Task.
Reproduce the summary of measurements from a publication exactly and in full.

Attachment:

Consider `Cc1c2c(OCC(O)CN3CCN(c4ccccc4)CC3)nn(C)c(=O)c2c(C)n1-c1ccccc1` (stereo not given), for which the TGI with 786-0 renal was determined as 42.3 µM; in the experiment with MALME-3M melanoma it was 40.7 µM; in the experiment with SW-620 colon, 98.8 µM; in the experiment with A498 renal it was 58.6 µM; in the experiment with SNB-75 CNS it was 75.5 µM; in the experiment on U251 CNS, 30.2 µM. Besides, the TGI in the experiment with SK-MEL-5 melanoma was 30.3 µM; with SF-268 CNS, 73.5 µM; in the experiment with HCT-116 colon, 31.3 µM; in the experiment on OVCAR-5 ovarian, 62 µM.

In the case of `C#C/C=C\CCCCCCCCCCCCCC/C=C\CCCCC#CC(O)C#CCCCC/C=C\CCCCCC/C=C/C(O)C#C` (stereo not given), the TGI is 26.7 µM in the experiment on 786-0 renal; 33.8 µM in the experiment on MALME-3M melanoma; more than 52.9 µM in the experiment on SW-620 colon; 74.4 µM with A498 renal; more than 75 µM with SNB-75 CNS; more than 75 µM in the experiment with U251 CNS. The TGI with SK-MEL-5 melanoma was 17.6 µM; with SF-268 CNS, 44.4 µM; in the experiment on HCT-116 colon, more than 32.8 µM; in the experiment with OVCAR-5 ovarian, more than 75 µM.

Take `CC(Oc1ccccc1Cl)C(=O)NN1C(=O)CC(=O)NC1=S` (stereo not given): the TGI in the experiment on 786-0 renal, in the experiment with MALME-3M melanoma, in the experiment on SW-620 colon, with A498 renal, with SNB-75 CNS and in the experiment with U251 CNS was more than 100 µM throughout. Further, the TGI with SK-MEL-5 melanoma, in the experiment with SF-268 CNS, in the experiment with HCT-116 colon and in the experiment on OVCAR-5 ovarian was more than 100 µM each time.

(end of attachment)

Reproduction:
Consider `Cc1c2c(OCC(O)CN3CCN(c4ccccc4)CC3)nn(C)c(=O)c2c(C)n1-c1ccccc1` (stereo not given), for which the TGI with 786-0 renal was determined as 42.3 µM; in the experiment with MALME-3M melanoma it was 40.7 µM; in the experiment with SW-620 colon, 98.8 µM; in the experiment with A498 renal it was 58.6 µM; in the experiment with SNB-75 CNS it was 75.5 µM; in the experiment on U251 CNS, 30.2 µM. Besides, the TGI in the experiment with SK-MEL-5 melanoma was 30.3 µM; with SF-268 CNS, 73.5 µM; in the experiment with HCT-116 colon, 31.3 µM; in the experiment on OVCAR-5 ovarian, 62 µM.

In the case of `C#C/C=C\CCCCCCCCCCCCCC/C=C\CCCCC#CC(O)C#CCCCC/C=C\CCCCCC/C=C/C(O)C#C` (stereo not given), the TGI is 26.7 µM in the experiment on 786-0 renal; 33.8 µM in the experiment on MALME-3M melanoma; more than 52.9 µM in the experiment on SW-620 colon; 74.4 µM with A498 renal; more than 75 µM with SNB-75 CNS; more than 75 µM in the experiment with U251 CNS. The TGI with SK-MEL-5 melanoma was 17.6 µM; with SF-268 CNS, 44.4 µM; in the experiment on HCT-116 colon, more than 32.8 µM; in the experiment with OVCAR-5 ovarian, more than 75 µM.

Take `CC(Oc1ccccc1Cl)C(=O)NN1C(=O)CC(=O)NC1=S` (stereo not given): the TGI in the experiment on 786-0 renal, in the experiment with MALME-3M melanoma, in the experiment on SW-620 colon, with A498 renal, with SNB-75 CNS and in the experiment with U251 CNS was more than 100 µM throughout. Further, the TGI with SK-MEL-5 melanoma, in the experiment with SF-268 CNS, in the experiment with HCT-116 colon and in the experiment on OVCAR-5 ovarian was more than 100 µM each time.